“The poor crop condition reports and significant weather issues in many areas lead many market observers to conclude the yield to be too high,” Hubbs explains. “One should keep in mind that USDA August corn yield forecasts have been within a bushel of the final corn yield estimate in the last two years. As we move through the rest of the crop year, an expectation of any adjustment to national corn yield should consider a movement lower than the current estimate.”
Old crop year-ending stocks estimates came in at 2.37 billion bushels, which is unchanged from the July estimate. USDA forecasts for corn consumption categories during the 2016-17 marketing year reported no change from July. Corn exports continue to show stronger-than-expected levels and may be around 20 million bushels larger than the current 2.225 billion bushel projection,” Hubbs says. “If corn exports exceed the current projections, ending stocks would be lower but the carryout into the 2017-18 marketing year would still be around 2.35 billion bushels.”
For the 2017-18 marketing year, the USDA lowered corn feed and residual use and exports by 25 million bushels each. Projection of corn used for ethanol remained at 5.5 billion bushels. Stocks on Sept. 1, 2018 are projected at 2.273 billion bushels and the average farm price for the year ahead is forecast in a range of $2.90 to $3.70, the same as the July report. “Given the current yield forecast, an expectation of increased feed and residual use and export levels are reasonable for the 2017-18 marketing year,” Hubbs says. “Despite continued strength in ethanol production, the potential for slightly lower corn use in ethanol exists due to weakening ethanol exports in 2017-18. Overall, the potential for greater consumption of corn than the current 14.3 billion bushel forecast in 2017-18 exists. A realization of higher consumption levels would place prices at the higher end of the current USDA price range.”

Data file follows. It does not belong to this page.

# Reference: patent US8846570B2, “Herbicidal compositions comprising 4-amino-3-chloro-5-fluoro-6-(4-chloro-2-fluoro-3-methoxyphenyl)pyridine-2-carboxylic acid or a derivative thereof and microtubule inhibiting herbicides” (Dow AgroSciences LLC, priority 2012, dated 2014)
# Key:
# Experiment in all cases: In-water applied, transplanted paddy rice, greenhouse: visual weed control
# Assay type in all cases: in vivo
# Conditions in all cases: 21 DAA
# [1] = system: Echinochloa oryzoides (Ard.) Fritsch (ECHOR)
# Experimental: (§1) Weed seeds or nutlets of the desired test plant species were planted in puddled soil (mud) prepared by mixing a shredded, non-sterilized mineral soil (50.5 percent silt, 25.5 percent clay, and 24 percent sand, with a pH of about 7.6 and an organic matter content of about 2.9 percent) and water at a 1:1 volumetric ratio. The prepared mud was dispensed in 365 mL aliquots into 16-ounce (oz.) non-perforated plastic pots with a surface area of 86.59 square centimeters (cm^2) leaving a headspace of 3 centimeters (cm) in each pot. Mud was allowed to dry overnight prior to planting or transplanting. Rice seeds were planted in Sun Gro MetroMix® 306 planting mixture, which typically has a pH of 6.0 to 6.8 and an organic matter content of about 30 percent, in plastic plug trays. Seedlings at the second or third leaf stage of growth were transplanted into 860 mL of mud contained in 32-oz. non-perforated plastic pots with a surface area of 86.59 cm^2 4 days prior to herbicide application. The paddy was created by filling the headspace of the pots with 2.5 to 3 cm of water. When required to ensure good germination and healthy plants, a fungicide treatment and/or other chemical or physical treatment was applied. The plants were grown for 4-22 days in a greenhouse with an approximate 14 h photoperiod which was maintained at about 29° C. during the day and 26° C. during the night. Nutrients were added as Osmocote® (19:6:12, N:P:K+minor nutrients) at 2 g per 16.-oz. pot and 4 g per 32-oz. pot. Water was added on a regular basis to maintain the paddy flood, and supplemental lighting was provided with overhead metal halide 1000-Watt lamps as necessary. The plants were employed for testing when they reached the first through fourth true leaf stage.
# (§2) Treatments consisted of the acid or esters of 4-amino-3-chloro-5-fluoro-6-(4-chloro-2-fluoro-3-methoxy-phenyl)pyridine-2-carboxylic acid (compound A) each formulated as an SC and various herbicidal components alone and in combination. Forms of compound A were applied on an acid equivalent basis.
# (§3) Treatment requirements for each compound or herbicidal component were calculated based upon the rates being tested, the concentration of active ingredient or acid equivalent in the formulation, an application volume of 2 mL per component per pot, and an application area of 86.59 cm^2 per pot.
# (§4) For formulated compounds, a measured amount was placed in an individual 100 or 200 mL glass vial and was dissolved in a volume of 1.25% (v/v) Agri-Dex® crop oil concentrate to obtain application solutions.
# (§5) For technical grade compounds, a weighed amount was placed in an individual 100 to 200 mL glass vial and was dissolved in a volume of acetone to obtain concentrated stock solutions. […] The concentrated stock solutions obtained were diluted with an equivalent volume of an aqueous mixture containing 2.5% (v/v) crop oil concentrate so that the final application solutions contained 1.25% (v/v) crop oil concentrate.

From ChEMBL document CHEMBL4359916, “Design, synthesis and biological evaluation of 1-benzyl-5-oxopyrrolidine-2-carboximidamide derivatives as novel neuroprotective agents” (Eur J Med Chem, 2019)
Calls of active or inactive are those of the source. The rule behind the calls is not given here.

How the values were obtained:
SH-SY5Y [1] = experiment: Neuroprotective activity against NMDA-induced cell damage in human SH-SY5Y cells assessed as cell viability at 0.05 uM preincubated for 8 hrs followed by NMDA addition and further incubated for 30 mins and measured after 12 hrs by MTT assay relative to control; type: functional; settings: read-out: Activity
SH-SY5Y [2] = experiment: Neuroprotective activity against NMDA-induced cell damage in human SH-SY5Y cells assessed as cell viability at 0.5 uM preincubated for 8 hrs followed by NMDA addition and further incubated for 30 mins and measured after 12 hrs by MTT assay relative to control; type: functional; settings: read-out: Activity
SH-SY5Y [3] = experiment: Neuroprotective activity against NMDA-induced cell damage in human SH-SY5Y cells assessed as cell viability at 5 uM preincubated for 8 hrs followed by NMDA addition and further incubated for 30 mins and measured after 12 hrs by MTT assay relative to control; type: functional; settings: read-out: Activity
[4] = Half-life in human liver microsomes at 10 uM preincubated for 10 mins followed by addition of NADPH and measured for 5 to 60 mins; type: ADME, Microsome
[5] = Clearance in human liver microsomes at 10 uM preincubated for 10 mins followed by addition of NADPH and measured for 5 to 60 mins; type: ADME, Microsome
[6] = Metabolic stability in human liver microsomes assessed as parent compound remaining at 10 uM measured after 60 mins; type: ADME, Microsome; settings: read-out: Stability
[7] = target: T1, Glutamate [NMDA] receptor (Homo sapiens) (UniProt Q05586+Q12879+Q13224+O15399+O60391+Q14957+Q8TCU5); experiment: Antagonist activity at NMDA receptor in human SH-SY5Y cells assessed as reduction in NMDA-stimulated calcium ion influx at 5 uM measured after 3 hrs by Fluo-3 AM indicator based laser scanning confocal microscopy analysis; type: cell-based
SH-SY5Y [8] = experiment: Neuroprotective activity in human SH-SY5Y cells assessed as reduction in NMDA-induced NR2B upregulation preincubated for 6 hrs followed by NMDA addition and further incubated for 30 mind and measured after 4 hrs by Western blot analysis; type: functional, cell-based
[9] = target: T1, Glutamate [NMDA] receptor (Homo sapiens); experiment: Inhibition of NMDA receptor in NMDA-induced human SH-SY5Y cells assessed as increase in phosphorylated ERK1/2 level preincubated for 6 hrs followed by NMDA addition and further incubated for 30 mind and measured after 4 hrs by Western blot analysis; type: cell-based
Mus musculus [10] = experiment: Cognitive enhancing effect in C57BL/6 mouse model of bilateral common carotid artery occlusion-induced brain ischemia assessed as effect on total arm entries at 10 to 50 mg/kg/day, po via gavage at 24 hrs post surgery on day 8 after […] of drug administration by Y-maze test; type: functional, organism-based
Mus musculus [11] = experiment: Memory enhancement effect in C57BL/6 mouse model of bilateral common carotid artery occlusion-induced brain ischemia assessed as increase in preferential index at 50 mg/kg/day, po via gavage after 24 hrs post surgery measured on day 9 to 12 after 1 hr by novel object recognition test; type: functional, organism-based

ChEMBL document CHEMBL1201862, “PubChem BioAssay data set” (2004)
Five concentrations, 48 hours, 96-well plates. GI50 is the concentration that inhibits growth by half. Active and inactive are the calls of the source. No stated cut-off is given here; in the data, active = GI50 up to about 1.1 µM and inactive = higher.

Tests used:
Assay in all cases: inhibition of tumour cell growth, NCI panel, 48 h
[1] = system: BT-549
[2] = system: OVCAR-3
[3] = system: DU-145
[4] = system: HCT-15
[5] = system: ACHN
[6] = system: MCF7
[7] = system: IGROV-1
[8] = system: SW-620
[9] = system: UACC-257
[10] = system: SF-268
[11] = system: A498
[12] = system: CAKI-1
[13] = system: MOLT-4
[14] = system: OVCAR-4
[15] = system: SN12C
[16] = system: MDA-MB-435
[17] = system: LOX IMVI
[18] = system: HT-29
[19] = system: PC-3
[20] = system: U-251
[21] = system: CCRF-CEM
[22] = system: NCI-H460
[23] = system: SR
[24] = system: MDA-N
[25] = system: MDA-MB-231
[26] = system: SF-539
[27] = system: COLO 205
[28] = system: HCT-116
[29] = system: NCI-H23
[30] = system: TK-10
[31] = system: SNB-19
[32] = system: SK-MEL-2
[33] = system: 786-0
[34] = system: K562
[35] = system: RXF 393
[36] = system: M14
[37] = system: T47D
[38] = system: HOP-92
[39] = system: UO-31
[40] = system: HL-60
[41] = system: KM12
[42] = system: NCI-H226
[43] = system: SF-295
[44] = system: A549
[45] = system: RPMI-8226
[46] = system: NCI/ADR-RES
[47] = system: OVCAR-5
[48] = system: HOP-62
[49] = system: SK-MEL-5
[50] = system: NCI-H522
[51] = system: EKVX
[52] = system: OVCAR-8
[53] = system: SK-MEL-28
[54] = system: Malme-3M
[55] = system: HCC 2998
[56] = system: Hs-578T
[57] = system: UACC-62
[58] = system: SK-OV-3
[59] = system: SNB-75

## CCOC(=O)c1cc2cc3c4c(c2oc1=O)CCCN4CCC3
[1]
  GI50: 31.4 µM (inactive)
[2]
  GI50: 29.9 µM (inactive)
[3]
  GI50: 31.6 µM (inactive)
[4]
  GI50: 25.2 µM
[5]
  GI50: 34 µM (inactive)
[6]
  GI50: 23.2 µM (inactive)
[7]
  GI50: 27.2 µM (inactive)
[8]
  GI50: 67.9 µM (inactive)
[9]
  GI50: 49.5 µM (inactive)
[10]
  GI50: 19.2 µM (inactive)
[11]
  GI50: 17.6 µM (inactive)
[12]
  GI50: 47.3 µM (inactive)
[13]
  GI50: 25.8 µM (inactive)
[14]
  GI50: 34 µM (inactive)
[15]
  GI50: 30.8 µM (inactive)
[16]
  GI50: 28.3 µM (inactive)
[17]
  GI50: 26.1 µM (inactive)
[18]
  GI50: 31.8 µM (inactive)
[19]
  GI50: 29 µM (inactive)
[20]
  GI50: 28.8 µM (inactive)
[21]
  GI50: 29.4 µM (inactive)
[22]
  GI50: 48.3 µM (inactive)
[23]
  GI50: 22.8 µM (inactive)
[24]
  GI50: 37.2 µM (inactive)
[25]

The USDA made no changes to the 88.731 million harvested acres from the June Acreage report for soybeans. The U.S. average soybean yield forecast of 49.4 was 1.9 bushels larger than trade expectations. Yield forecasts in the Northern Plains and many states in the Corn Belt reflected the poor crop condition ratings. Soybean yield forecasts in North Dakota and South Dakota are down 8.5 bushels per acre from last year. Iowa and Illinois yield forecasts are down 4.5 and 1 bushels per acre from last year respectively. Southern states recorded soybean yield increases from last year with Mississippi and Kentucky both reporting record yields of 52 bushels per acre. Since 2011, the USDA August yield forecast has been lower than the final national soybean yield. “While it is tempting to discount the current yield forecast, the USDA has not produced an August soybean yield forecast greater than one bushel above the final soybean yield since 2003,” Hubbs says.
For old crop soybeans, the USDA lowered the soybean crush projection by 10 million bushels to 1.89 billion bushels and increased exports by 50 million bushels to 2.15 billion bushels. The pace of domestic crush and exports currently suggests these projections will hold for this marketing year. The projection of ending stocks for the 2016-17 marketing year decreased to 370 million bushels from the 410 million bushels projected in July and continued the decline in soybean ending stock forecasts that began in June at 450 million bushels.
Forecasts for the 2017-18 U.S. marketing year increased ending stocks by 15 million bushels to 475 million bushels on the larger-than-expected production levels and lower crush and higher export projections from July. The forecast for domestic soybean crush decreased 10 million bushels to 1.94 billion bushels. Soybean export forecasts increased 75 million bushels on larger supply. The forecast of the 2017-18 marketing-year average price increased the lower range by 5 cents and decreased the upper range by 25 cents from July to a range of $8.45 - $10.15.
“The potential for lower soybean consumption than current USDA forecasts for 2017-18 is dependent on continued weakness in soybean crush numbers and lower exports,” Hubbs says. “Soybean exports will depend on continued growth in Chinese soybean imports and a competitive pricing position relative to South American exporters. Under the current production scenario, ending stocks for soybeans will continue to build in the 2017-18 marketing year and places average farm prices at the lower end of the current USDA price range.”
The USDA corn and soybean production forecasts will be updated on Sept. 12. “There appears to be a possibility of U.S. average corn and soybean yield forecasts to decrease. For soybeans, in particular, August weather will be a deciding factor. Prices will reflect crop production potential as we move through the harvest period,” Hubbs says.